Global Warming Trends Are a Current Affair, Study Finds
The powerful ocean currents that transport heat around the globe and keep northern Europe’s weather relatively mild appear to be weakening -- a likely and problematic consequence of global warming -- a new study by British scientists has concluded.
The currents, like mighty rivers flowing at different depths of the ocean, act as radiator pipes to carry warmth from the tropics to northern latitudes. The best known is the Gulf Stream, which carries warm water from the Gulf of Mexico to the coasts of Britain and France. Other currents return colder water from the poles.
With the prevailing winds, the currents warm the climate of much of Europe by several degrees. Paris, for instance, is at a latitude similar to northern Maine and would be much cooler if not for the warmth coming from the sea.
In the new study, published today in the journal Nature, a group of British oceanographers surveyed a section of the Atlantic Ocean stretching from Africa to the Bahamas that has been studied periodically since 1957. They found the overall movement of water had slowed 30% in the past five decades, particularly in the flow of cold water back to the south.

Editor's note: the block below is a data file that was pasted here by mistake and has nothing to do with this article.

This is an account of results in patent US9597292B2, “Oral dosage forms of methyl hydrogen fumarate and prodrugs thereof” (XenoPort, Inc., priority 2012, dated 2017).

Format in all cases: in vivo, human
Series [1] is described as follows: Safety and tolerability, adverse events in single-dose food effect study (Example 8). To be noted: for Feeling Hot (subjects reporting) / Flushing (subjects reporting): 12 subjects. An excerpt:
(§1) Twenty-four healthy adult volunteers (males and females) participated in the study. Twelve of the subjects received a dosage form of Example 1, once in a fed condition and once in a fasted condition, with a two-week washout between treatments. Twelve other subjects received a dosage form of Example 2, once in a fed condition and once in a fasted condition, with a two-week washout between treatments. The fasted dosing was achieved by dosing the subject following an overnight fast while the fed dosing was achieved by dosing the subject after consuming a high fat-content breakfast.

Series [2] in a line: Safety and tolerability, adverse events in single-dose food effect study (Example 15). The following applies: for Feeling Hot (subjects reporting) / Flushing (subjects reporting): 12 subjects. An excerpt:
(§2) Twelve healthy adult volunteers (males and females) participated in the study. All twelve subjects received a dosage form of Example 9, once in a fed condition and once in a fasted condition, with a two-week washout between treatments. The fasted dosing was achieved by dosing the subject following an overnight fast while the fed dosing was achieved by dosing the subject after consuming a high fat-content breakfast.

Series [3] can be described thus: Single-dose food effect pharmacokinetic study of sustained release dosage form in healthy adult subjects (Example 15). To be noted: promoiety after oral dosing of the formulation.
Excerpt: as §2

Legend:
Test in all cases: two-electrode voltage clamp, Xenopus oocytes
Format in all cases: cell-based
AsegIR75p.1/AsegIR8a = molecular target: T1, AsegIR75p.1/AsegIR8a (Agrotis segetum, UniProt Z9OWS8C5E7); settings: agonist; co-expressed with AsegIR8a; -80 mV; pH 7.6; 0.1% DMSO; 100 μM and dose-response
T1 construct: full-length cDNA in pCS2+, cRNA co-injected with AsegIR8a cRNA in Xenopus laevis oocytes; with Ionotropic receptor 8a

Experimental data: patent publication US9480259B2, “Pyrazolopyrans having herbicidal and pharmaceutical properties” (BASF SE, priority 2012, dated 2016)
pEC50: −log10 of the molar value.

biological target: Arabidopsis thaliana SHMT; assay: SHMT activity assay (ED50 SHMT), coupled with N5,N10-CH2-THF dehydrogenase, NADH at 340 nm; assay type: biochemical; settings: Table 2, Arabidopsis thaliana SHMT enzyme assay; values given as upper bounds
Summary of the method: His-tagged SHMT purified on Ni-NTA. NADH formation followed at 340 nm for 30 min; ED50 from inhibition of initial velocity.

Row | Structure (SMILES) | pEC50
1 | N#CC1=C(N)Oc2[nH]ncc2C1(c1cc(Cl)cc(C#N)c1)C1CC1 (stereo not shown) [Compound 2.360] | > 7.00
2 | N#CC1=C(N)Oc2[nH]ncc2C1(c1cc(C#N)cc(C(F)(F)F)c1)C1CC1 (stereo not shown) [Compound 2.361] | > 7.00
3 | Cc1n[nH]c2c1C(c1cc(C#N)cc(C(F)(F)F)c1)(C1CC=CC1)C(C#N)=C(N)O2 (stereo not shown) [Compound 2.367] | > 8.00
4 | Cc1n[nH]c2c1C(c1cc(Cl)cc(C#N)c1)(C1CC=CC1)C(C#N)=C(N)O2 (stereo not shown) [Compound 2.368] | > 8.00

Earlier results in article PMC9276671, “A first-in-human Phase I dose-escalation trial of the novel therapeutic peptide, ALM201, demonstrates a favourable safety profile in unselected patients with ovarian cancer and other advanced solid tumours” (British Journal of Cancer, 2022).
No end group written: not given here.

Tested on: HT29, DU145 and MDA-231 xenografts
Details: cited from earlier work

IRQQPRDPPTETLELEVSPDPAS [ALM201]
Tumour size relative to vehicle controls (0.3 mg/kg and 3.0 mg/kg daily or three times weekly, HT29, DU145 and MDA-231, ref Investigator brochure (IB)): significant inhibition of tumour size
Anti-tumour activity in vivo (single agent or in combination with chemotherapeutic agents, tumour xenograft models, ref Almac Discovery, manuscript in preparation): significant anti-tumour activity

The findings are the first evidence of such a slowdown.
“The result is alarming,” Detlef Quadfasel, a climate expert at the University of Hamburg, wrote in a commentary accompanying the research. The findings provide “worrying support for computer models” predicting that global warming could disrupt the way the planet regulates heat, he said.
Computer models have long predicted that warming of the oceans and “freshening” of the seas with water from melting glaciers and increased precipitation -- all linked to warming of the Earth by greenhouse gases -- could slow down the currents. But scientists did not expect to see such changes so soon.
Scientists differ on the potential effect. Some say weaker currents would cool Europe by several degrees, causing problems for agriculture and ecosystems and ushering in far more severe winters. Others say the cooling would probably balance out the effect of global warming in Europe, which is expected to raise temperatures globally by several degrees over the next century.